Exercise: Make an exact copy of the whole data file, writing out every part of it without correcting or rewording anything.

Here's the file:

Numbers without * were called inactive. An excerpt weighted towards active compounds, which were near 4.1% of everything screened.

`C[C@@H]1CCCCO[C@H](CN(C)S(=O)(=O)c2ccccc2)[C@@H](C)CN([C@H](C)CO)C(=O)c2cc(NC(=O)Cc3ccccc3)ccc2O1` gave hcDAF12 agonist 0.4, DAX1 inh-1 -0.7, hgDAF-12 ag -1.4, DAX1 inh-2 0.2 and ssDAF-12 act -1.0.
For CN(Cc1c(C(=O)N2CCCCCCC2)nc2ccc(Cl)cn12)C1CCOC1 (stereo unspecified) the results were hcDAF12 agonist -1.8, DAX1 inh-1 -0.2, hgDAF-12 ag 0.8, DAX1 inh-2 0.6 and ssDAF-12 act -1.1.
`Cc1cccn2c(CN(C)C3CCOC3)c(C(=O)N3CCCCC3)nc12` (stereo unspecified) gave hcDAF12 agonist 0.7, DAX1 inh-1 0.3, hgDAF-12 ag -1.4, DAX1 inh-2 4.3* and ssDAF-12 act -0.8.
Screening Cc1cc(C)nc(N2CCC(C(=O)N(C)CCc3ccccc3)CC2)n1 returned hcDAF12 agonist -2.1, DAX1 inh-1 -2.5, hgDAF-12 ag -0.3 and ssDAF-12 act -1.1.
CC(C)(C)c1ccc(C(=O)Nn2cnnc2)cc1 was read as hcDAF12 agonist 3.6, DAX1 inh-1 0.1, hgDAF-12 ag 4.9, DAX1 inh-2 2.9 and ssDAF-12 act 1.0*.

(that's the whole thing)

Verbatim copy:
Numbers without * were called inactive. An excerpt weighted towards active compounds, which were near 4.1% of everything screened.

`C[C@@H]1CCCCO[C@H](CN(C)S(=O)(=O)c2ccccc2)[C@@H](C)CN([C@H](C)CO)C(=O)c2cc(NC(=O)Cc3ccccc3)ccc2O1` gave hcDAF12 agonist 0.4, DAX1 inh-1 -0.7, hgDAF-12 ag -1.4, DAX1 inh-2 0.2 and ssDAF-12 act -1.0.
For CN(Cc1c(C(=O)N2CCCCCCC2)nc2ccc(Cl)cn12)C1CCOC1 (stereo unspecified) the results were hcDAF12 agonist -1.8, DAX1 inh-1 -0.2, hgDAF-12 ag 0.8, DAX1 inh-2 0.6 and ssDAF-12 act -1.1.
`Cc1cccn2c(CN(C)C3CCOC3)c(C(=O)N3CCCCC3)nc12` (stereo unspecified) gave hcDAF12 agonist 0.7, DAX1 inh-1 0.3, hgDAF-12 ag -1.4, DAX1 inh-2 4.3* and ssDAF-12 act -0.8.
Screening Cc1cc(C)nc(N2CCC(C(=O)N(C)CCc3ccccc3)CC2)n1 returned hcDAF12 agonist -2.1, DAX1 inh-1 -2.5, hgDAF-12 ag -0.3 and ssDAF-12 act -1.1.
CC(C)(C)c1ccc(C(=O)Nn2cnnc2)cc1 was read as hcDAF12 agonist 3.6, DAX1 inh-1 0.1, hgDAF-12 ag 4.9, DAX1 inh-2 2.9 and ssDAF-12 act 1.0*.